Summary and conclusions

With the advent of big data, sensor networks and ubiquitous digital connectivity, algorithms are set to become ever more pervasive in decision-making processes across a variety of fields, ranging from online searches to credit risk scoring, from crime prevention to elementary school teaching, from financial trading to medical treatment. As algorithms become more pervasive in both quotidian and vital decision-making processes, often replacing or supplementing long established human decision-making processes, it becomes ever more important to establish frameworks that can tease out the values embedded in such automated systems. To do so, TA practitioners and policymakers will have to grapple with at least three challenges:

1)    Bestowing meaningful transparency on the entire sociotechnical algorithmic complex, exposing points of entry for value judgments, biases, arbitrary choices and human curatorship and by providing methods for evaluating their impact on the final output.

2)    Devising tangible mechanisms for ensuring oversight and accountability. In addition to locating agency in a diffuse man–machine system, this may involve devising novel methods to evaluate the efficacy and precision of the algorithmic output as well as identifying unwanted societal side effects. Finally policymakers will need to contemplate methods of recourse and contestation.

3)    Ensuring that algorithmic decision-making systems do not become formalized systems of veiled discriminatory practice by establishing mechanisms to ensure fairness and due process.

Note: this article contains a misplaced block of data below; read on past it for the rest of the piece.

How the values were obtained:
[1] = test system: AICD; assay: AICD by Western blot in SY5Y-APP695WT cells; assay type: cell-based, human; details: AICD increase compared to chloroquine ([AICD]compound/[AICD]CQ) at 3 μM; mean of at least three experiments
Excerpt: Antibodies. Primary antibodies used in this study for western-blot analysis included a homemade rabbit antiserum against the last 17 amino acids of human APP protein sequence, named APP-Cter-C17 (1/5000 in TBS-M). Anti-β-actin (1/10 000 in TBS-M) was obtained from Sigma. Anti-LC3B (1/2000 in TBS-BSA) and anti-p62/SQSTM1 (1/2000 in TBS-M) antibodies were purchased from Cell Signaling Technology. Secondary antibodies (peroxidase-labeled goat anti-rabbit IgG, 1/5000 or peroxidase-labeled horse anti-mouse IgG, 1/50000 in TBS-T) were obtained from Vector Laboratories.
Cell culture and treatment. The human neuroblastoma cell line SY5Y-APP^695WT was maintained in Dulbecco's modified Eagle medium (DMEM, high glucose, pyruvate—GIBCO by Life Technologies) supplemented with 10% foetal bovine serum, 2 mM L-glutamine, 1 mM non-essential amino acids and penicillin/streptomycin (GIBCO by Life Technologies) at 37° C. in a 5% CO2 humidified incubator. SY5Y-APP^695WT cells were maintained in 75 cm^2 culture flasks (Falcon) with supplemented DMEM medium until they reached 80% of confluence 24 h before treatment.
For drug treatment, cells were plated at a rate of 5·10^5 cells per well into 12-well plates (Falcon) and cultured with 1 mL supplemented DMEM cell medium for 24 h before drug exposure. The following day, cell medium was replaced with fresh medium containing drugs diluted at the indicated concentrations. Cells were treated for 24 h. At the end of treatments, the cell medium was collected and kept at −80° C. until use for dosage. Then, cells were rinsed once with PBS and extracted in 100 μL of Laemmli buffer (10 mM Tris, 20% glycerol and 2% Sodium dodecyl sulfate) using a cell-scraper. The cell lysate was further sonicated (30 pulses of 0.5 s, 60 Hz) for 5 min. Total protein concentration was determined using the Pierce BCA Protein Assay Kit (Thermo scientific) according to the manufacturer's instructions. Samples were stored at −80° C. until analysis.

Developing the tools for probing the algorithms that shape our lives and the frameworks for their good governance is work that merits due attention from the TA practitioner.



Biermann, 2011: Was Vorratsdaten über uns verraten, Zeit Online (Feb 24 2011) (accessed: Jul 25 2015)

Danaher, 2014: Rule by Algorithm? Big Data and the Threat of Algocracy, Blog: Philosophical Disquisitions  (accessed: Feb 10 2015)

Gillespie, 2014: Algorithm, Culture Digitally (June 25 2014)  (accessed: Feb 12 2015)

Manovich, 2013: The Algorithms of Our Lives, The Chronicle of Higher Education, The Chronicle Review (Dec 16, 2013),  (accessed: Jul 25 2015)

Morozov, 2013: The Real Privacy Problem, MIT Technology Review (Oct 22, 2013)  (accessed: Feb 10 2015)

Stanley, 2014: Chicago Police “Heat List” Renews Old Fears About Government Flagging and Tagging, American Civil Liberties Union (Feb 25 2014)  (accessed: Feb 17 2015)

Wagner, 2015: The Ethics of Algorithms: from radical content to self-driving cars, Centre For Internet and Human Rights  (accessed: Jul 25 2015)